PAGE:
On 7 November 2017, the UK Government published its latest position on the future status of EU citizens in post-Brexit Britain. In the document, the Government pledges a “streamlined, low-cost and user-friendly” system for EU citizens applying for UK ‘settled status’.
Unfortunately, the published document does not constitute a full and final plan. Post-Brexit EU immigration remains subject to the wider exit negotiations, and changes may well follow.
As a summary, the main points of the Government’s proposals as at 7 November 2017 for EU citizen settled status are:
Settled status will be available to EU nationals who have lived lawfully in the UK for five continuous years. A formal application will have to be made and approved by UKVI for EU nationals to attain settled status in the UK. Settled status will not be granted automatically.
EU citizens who have not yet met the five-year requirement will be entitled to apply for continued residence in the UK on a temporary basis until they reach the five-year mark.
EU citizens are to be granted a two-year ‘grace period’ after the UK’s exit from the EU in which to make their application for settled status. After this date, it is expected they will be subject to the UK’s post-Brexit immigration regime.
In its paper, the Government emphasises a commitment to swift processing of EU applications via a ‘streamlined system’. There will for example be no requirement to provide biometric data such as fingerprints. The process will only ask applicants to submit a photograph.
Concerns have been expressed at how the Home Office will staff this new approach and service the anticipated demand for settled status applications.
The supporting documentation requirement of UKVI applications are notoriously intensive for applicants. The Government is however pledging to ensure the settled status process will be less demanding on applicants.
The new system will also allow caseworkers to exercise discretion as part of the decision-making process. For example, it is expected that applicants will not be required to provide detailed evidence of residence status during undocumented periods – provided the residence requirements appear to have been met overall.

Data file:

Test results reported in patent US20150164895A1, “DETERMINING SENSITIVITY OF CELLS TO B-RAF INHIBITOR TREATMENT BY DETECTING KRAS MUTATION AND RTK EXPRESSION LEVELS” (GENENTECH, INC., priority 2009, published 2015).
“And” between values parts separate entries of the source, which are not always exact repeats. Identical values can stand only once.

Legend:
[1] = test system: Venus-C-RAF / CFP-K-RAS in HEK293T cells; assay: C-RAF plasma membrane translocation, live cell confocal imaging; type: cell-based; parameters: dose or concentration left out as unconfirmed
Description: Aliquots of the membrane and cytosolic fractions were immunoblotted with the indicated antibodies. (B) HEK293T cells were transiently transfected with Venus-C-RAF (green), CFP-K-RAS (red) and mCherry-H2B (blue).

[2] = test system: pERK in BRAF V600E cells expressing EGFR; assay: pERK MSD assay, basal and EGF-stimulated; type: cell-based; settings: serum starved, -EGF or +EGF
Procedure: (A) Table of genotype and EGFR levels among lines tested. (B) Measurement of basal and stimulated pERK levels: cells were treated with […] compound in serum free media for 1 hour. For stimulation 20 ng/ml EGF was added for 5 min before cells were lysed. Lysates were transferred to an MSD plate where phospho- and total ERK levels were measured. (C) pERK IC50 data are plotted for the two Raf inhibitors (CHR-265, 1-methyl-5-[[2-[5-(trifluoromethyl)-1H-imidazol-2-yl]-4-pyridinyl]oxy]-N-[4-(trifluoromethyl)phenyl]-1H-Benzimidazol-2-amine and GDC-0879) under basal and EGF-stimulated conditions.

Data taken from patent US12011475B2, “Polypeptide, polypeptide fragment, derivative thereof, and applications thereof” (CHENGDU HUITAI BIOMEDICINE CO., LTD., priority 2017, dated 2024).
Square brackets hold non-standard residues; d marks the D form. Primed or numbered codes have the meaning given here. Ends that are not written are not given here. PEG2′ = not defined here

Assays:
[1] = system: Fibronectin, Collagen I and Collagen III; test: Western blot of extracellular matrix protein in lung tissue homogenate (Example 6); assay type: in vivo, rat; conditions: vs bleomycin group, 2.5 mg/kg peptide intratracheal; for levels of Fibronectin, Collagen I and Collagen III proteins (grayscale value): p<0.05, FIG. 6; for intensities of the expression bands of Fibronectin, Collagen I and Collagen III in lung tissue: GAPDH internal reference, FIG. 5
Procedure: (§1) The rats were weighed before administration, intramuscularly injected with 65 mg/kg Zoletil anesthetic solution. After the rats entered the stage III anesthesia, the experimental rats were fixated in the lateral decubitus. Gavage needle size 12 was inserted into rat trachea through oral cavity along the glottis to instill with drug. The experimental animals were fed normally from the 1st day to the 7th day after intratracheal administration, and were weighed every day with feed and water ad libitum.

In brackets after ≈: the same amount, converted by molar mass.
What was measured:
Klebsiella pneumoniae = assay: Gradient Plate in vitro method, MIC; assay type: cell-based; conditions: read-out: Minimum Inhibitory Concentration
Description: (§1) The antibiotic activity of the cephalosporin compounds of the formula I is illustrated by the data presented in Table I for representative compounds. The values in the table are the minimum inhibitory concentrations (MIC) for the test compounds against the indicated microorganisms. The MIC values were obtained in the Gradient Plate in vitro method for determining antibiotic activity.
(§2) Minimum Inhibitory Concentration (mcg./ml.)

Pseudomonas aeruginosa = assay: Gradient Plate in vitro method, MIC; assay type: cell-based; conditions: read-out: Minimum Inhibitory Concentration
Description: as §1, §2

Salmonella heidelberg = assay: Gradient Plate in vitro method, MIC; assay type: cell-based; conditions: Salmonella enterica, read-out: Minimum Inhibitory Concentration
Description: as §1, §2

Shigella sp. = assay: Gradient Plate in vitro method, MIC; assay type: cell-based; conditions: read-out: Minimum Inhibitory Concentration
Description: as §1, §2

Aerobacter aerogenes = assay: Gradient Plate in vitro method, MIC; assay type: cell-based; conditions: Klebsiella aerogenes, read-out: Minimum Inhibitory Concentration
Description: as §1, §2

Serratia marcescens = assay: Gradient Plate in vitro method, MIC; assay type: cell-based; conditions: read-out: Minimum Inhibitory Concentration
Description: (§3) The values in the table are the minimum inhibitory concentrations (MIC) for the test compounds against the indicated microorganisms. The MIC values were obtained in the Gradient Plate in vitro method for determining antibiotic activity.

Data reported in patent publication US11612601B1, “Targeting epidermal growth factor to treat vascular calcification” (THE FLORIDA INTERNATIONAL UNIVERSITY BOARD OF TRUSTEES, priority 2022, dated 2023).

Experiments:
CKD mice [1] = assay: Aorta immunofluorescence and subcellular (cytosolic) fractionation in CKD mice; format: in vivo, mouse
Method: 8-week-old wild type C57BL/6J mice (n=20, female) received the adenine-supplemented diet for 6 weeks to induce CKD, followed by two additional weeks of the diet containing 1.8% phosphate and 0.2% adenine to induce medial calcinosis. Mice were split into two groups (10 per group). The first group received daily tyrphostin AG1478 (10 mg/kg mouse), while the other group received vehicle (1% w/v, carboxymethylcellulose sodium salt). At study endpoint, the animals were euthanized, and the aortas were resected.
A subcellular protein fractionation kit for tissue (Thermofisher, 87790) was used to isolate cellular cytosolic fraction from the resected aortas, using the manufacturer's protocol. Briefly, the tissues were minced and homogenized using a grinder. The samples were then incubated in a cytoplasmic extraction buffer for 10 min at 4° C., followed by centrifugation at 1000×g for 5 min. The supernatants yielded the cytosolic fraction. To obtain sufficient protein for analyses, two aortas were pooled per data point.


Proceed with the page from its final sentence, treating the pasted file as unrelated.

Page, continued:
We expect the Home Office to make use of enhanced systems integration, data sharing and collaboration with other government agencies such as HMRC, to verify residence as a worker, in doing so alleviating the evidentiary burden on applicants.
Applications are to be decided against set criteria, to be prescribed in the UK’s final EU withdrawal agreement.
The intention is that the Home Office is to work with applicants to help them avoid errors or omissions that could result in delays or refusals. Caseworker discretion for example should provide opportunities for applicants to rectify basic issues or provide supplementary evidence where requested.
Right of appeal
In the case of a refused application, applicants will be afforded a statutory right to appeal.
The process of appeal is to encompass prompt resolution of errors and omissions at case-worker level, and subsequent recourse to an independent judicial authority.
Applicants pending appeal will be permitted to remain in the UK until a decision has been made.
The application process will require all applicants to declare any criminal convictions. Details will be checked against UK security databases as part of the application process.
The paper highlights that EU citizens will not be required to take out private medical insurance.
Under the current plans, settled status would give EU nationals equivalent rights to UK citizens to bring family members into the UK, i.e. where they meet the minimum income threshold (currently set at £18,600 per annum). This is a more restricted position than that of EU citizens’ non-EEA dependants.
UK visa and settlement applications come at a cost to applicants. The Government has pledged to keep the settled status application fee to the equivalent or less than that of a British passport (currently £72).
Permanent residence holders
EU nationals who hold UK permanent residence status will still be required to apply for settled status – however the intention is that this will be a light-touch process, relative to the initial permanent residence application process.
‘Exchanging’ permanent residence for settled status will be subject to ID verification, submission of a photograph, a security check and confirmation on ongoing residence, charged at a reduced fee.
Next steps for settled status?
The uncertainty continues for EU citizens seeking to secure their future in the UK. As yet, it is a matter of awaiting the outcome of EU exit negotiations and the resulting formal agreement. In the meantime, it is advisable to collate and retain documentary evidence supporting your residence status, in the event this is required as part of a settled status application process.
The full document published by the UK Government 7 November 2017 can be viewed here.